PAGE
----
North Korea has test-fired a ballistic missile from an area north of Pyongyang, a news agency report said, as the United States pushed for tougher sanctions to curb the country's nuclear threat.

"North Korea fired an unidentified missile from a site in the vicinity of Bukchang in Pyeongannam-do (South Pyeongan Province) early this morning," Yonhap reported, quoting a statement issued by South Korea's military.

The report added that Seoul was analysing the type and flight distance of the projectile.

A US government source said that initial indications suggest that the North Korean missile test was unsuccessful.

The Trump administration could respond to North Korea's latest failed missile test by speeding up its plans for new US sanctions against Pyongyang including possible measures against specific North Korean and Chinese entities, according to a US official.
           
With North Korea acting in defiance of pressure from the United States and North Korea's main ally, China, the US could also conduct new naval drills and deploy more ships and aircraft in the region as a show of force, the official said, speaking on condition of anonymity.          

"It's possible that something could be sped up," the official said of the potential for imposing a limited package of targeted sanctions on North Korea. "Something that is ready to go could be taken from the larger package and expedited."
           
The launch comes with tensions high on the Korean peninsula, with this the latest in a series of missile launches by the North and warnings from President Donald Trump's administration that it was running out of patience.

US Secretary of State Rex Tillerson warned earlier that failure to curb North Korea's nuclear and ballistic missile programmes could lead to "catastrophic consequences", while China and Russia rebuked Washington's threat of military force.

The showdown in a meeting of the UN Security Council on North Korea highlighted the diplomatic challenges of resolving tensions over Pyongyang, with the Trump administration aggressively pressing Beijing to rein in its ally, and China and Russia pushing back against Washington's rhetoric.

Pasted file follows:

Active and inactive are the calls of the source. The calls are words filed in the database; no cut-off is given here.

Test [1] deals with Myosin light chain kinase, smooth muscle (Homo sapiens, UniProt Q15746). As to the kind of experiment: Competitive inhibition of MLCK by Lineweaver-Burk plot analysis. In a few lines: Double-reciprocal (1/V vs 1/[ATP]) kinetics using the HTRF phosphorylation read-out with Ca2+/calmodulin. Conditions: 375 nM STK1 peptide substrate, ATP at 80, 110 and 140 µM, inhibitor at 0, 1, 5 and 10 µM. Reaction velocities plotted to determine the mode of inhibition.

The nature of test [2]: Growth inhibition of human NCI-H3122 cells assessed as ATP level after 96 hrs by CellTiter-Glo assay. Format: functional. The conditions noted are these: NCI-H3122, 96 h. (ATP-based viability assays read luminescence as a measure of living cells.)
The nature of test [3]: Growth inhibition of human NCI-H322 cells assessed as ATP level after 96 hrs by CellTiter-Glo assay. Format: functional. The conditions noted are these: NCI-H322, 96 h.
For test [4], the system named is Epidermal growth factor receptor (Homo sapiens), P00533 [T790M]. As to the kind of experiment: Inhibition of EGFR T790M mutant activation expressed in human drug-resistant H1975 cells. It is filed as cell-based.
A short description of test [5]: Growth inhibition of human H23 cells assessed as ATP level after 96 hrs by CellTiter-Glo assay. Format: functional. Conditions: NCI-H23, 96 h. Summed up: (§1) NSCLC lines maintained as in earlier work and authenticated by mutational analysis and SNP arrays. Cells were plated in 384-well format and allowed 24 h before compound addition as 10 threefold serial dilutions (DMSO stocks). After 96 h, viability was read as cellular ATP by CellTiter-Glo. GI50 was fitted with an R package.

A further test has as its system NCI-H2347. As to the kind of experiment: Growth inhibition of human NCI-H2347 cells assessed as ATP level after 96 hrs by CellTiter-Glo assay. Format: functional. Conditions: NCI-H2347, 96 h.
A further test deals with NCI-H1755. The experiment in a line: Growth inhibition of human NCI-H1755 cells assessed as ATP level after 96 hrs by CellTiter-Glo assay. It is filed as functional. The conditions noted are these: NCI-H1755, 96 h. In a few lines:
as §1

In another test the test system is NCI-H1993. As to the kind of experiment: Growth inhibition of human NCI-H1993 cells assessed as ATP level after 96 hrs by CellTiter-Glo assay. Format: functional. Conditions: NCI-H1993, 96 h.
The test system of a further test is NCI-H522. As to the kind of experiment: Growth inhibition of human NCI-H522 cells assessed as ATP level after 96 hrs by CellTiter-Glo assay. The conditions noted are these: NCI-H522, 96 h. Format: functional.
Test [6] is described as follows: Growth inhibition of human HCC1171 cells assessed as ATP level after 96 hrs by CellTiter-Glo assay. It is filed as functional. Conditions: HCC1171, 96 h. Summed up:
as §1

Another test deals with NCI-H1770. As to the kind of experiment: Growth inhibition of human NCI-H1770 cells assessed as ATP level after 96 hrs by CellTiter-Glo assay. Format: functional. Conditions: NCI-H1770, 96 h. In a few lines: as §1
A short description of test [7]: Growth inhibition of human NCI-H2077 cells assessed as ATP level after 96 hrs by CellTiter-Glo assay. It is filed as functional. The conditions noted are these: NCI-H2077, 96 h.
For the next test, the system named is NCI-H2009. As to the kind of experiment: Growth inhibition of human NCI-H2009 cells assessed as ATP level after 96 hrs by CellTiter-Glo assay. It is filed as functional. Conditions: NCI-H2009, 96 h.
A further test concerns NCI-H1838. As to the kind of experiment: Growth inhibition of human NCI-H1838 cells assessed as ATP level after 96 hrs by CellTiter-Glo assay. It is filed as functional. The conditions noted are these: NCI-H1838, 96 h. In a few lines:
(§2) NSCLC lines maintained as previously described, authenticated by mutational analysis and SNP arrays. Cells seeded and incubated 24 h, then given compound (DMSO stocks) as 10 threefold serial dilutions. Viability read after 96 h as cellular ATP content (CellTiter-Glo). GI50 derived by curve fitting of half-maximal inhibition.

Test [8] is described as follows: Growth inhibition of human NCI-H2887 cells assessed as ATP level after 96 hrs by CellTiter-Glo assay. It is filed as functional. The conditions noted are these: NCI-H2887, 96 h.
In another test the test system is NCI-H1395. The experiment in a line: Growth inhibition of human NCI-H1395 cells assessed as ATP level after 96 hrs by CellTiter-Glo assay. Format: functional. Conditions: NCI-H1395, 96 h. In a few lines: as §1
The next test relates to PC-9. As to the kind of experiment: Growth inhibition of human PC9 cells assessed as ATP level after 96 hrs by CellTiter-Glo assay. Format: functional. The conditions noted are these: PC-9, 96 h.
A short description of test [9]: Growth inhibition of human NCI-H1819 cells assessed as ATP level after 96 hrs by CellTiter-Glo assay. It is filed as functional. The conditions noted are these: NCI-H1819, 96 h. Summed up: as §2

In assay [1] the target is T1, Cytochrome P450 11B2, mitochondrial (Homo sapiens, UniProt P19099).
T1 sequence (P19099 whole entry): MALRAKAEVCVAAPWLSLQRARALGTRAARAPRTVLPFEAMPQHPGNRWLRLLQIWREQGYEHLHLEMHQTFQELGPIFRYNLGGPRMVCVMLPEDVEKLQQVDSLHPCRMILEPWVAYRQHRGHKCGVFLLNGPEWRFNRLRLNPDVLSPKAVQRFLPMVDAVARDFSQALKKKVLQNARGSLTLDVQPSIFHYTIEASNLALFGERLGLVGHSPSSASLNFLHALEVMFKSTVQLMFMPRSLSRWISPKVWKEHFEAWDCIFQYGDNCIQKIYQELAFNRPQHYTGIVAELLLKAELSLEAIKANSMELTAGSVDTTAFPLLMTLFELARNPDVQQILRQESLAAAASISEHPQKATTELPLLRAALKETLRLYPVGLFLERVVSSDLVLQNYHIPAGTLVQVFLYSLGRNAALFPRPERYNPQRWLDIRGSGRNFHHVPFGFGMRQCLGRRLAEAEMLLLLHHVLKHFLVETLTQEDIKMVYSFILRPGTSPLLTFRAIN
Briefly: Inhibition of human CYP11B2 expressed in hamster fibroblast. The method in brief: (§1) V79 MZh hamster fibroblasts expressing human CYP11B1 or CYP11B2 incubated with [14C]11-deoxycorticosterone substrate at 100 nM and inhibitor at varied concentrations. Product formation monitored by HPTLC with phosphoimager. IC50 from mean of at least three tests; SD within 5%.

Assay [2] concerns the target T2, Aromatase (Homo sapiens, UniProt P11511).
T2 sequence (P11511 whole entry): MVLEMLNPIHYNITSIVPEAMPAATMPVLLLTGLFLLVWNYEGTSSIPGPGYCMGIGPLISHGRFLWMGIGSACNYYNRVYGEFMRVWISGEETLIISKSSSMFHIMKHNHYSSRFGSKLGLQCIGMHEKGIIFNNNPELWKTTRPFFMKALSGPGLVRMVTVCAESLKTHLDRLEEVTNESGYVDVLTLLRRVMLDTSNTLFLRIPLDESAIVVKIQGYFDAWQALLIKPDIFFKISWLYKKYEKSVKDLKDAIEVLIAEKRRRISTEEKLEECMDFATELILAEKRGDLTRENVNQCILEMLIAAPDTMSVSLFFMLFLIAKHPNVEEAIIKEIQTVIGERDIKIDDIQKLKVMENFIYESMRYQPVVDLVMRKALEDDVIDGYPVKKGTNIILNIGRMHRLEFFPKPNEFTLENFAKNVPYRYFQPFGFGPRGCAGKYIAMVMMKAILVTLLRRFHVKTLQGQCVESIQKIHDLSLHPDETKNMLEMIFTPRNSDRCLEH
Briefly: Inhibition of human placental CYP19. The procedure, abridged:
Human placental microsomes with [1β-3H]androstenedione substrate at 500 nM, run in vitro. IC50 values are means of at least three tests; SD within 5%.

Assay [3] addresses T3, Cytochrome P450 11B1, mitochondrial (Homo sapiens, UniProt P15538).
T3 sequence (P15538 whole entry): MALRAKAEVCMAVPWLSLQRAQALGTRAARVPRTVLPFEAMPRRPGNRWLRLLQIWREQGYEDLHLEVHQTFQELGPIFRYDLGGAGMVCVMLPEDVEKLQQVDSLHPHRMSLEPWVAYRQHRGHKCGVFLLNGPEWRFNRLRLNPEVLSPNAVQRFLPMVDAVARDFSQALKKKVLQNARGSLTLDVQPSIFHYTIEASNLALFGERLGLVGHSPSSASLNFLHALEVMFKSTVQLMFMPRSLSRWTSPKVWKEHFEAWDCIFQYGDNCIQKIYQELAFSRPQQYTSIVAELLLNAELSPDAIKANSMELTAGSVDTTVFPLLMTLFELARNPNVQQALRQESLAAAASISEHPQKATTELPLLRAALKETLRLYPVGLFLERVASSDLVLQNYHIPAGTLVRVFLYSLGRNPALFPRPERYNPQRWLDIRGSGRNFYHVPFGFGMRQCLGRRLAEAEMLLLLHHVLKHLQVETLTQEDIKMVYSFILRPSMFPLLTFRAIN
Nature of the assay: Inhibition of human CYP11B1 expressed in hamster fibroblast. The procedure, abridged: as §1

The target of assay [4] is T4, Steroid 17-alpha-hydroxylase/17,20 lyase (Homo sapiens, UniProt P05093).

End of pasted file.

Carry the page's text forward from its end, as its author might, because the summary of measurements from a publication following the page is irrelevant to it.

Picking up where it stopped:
Chinese Foreign Minister Wang Yi told the 15-member council it was not only up to China to solve the North Korean problem.

"The key to solving the nuclear issue on the peninsula does not lie in the hands of the Chinese side," Mr Wang told the council in blunt remarks that Mr Tillerson later rebuffed.

Rex Tillerson

The ministerial meeting of the council, chaired by Mr Tillerson, exposed old divisions between the United States and China on how to deal with North Korea. China wants talks first and action later, while the United States wants North Korea to curtail its nuclear programme before such talks start.

"It is necessary to put aside the debate over who should take the first step and stop arguing who is right and who is wrong," Mr Wang told the council. "Now is the time to seriously consider resuming talks."

Mr Tillerson responded: "We will not negotiate our way back to the negotiating table with North Korea, we will not reward their violations of past resolutions, we will not reward their bad behaviour with talks."

Since 2006, North Korea has been subject to UN sanctions aimed at impeding the development of its nuclear and missile programmes. The council has strengthened sanctions following each of North Korea's five nuclear tests.

North Korea chose not to make a statement and did not take part in the meeting.

Earlier, Mr Trump said a major conflict with North Korea is possible in the stand-off over its nuclear and missile programmes, but said he would prefer a diplomatic outcome to the dispute.

"There is a chance that we could end up having a major, major conflict with North Korea. Absolutely," Mr Trump said in an Oval Office interview ahead of his 100th day in office.

Nonetheless, Mr Trump said he wanted to peacefully resolve a crisis that has posed problems for multiple US presidents.

He and his administration are emphasising the preference for a peaceful resolution by preparing a variety of new economic sanctions while not taking the military option off the table.

"We'd love to solve things diplomatically but it's very difficult," he said.